// Blocking
operator.save(companyObject).executeBlocking(); // the save method inserts if the object's id is not present in the table, otherwise updates

// Non-blocking
operator.save(companyObject)
    .asCompletable() // or .asFlowable(), .asObservable(), .asSingle() or .asMaybe();

Fetch by id and update

// If you pass an argument to getSingle it will be matched against the table's primary key field,
// in this case `id` = 1
final Company fetchedObject = operator.getSingle(1).executeBlocking();
fetchedObject.name = "My not so awesome company";
operator.save(fetchedObject).executeBlocking();

Fetch by query

final List<Company> list = operator
    .getList()
    .withQuery(
        SQLiteQuery
            .builder()
            .where("`id` = ? AND `companyName` = ?", 1, "My not so awesome company")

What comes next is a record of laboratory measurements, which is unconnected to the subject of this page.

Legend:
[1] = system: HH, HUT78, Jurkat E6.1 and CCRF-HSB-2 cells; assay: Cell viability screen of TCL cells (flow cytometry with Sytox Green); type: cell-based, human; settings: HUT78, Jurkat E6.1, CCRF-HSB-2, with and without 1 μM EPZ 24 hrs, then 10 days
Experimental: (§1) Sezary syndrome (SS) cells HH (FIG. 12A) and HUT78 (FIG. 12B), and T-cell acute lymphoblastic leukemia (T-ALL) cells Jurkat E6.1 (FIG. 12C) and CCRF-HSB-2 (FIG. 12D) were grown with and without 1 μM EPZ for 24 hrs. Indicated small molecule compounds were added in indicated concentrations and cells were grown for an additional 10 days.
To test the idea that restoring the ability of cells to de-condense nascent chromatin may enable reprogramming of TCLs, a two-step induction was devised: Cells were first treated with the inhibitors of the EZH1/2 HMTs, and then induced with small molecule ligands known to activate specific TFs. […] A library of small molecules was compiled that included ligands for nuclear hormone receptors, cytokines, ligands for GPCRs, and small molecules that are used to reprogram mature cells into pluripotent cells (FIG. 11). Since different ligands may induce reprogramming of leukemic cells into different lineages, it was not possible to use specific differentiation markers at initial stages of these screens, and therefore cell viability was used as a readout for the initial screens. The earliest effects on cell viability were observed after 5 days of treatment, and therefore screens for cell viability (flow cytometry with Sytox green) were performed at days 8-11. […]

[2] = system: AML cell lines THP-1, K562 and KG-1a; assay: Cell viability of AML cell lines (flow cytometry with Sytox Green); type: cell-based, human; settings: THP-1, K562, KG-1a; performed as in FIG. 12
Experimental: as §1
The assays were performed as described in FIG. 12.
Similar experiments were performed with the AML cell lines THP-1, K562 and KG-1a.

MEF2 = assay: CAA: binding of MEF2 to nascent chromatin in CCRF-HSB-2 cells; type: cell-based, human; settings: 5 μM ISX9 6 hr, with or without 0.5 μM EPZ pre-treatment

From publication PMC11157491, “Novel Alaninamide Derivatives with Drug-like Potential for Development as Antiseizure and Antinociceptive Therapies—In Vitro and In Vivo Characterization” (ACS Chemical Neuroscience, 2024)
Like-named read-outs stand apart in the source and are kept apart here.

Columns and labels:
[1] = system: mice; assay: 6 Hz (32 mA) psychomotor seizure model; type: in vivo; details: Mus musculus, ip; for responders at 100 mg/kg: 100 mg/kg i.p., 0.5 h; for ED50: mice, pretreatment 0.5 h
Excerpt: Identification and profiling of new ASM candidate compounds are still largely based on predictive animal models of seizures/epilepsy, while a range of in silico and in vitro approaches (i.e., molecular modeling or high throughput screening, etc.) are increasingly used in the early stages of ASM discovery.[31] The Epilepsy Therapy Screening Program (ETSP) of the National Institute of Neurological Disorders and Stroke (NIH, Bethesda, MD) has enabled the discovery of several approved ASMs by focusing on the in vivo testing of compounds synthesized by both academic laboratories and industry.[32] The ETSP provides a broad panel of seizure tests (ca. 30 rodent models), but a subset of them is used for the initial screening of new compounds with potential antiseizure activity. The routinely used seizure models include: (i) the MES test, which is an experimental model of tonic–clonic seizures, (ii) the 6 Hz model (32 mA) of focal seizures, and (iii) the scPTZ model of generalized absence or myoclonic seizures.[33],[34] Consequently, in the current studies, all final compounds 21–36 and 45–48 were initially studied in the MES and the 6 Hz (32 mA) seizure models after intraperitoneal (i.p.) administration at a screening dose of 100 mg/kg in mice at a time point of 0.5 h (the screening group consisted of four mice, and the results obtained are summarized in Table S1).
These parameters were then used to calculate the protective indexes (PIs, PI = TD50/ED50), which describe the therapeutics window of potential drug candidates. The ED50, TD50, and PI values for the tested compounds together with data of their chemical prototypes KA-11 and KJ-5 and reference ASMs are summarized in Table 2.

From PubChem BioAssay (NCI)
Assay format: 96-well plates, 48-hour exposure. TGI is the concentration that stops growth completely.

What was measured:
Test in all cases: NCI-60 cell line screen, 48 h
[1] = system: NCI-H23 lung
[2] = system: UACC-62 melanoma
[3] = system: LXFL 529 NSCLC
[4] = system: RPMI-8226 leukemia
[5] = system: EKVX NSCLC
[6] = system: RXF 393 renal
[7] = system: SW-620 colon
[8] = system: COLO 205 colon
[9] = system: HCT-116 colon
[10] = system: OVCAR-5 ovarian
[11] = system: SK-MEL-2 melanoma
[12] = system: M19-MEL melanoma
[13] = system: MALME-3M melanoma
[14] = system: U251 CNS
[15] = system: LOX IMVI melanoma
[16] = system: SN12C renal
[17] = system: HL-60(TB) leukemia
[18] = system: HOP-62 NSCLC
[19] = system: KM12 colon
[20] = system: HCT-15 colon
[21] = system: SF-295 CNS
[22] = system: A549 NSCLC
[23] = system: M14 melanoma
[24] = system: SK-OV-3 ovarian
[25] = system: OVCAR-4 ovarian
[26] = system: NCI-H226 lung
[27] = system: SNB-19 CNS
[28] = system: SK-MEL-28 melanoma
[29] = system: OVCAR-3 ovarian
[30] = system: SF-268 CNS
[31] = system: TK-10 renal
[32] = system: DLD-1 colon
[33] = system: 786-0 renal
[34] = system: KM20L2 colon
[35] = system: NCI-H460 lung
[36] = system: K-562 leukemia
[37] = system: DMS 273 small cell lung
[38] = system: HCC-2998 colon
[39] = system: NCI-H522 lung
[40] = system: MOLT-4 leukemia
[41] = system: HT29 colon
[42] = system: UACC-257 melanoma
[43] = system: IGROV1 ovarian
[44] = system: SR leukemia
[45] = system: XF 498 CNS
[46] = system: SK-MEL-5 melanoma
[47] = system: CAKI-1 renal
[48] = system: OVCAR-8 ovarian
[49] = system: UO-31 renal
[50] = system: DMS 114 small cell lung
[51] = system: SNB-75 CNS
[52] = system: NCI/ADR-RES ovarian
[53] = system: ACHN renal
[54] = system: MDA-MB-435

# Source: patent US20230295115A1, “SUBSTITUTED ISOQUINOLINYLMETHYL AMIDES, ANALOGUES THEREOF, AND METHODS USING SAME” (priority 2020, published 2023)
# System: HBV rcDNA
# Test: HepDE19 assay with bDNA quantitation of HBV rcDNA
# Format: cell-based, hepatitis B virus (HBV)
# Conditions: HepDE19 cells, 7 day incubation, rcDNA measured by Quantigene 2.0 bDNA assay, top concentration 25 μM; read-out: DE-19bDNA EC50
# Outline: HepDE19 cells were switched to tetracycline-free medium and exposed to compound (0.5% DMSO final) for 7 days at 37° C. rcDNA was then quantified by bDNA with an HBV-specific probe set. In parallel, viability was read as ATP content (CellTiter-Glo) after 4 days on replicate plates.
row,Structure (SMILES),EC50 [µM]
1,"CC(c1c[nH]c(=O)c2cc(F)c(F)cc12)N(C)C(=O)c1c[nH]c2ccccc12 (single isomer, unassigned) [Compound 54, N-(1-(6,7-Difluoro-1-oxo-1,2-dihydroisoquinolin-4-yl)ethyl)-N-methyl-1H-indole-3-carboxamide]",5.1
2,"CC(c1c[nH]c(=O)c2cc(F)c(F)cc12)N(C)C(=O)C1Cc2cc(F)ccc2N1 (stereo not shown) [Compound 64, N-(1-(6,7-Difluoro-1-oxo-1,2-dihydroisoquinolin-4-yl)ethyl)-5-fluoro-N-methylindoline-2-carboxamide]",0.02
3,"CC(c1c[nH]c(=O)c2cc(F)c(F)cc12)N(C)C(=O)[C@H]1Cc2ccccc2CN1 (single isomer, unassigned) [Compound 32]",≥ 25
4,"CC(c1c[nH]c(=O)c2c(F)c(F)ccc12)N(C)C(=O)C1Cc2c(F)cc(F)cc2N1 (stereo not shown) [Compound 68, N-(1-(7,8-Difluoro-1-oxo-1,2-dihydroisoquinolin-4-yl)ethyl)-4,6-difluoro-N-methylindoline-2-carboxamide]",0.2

.build()
    ).executeBlocking();

Fetch by raw query and delete

final List<Company> list = operator
    .getList()
    .withRawQuery("SELECT * FROM companies where `id` = ?", 1)
    .executeBlocking();

operator.delete(list).executeBlocking();

Delete by query

operator
    .delete()
    .withQuery(
        SQLiteQuery
            .builder()
            .where("`id` = ?", 1)
            .build()
    ).executeBlocking();

Save by query

operator
    .save()
    .withQuery(
        SQLiteQuery
            .builder()
            .set("companyName", "Changed name")
            .set("created", new Date())
            .where("`id` = ?", 1)
            .build()
    ).executeBlocking();

Foreign keys and relationships

HighLite supports foreign keys and relationships, here's an example of how you can use them:

@SQLiteTable(
        database = CompanyDatabase.class,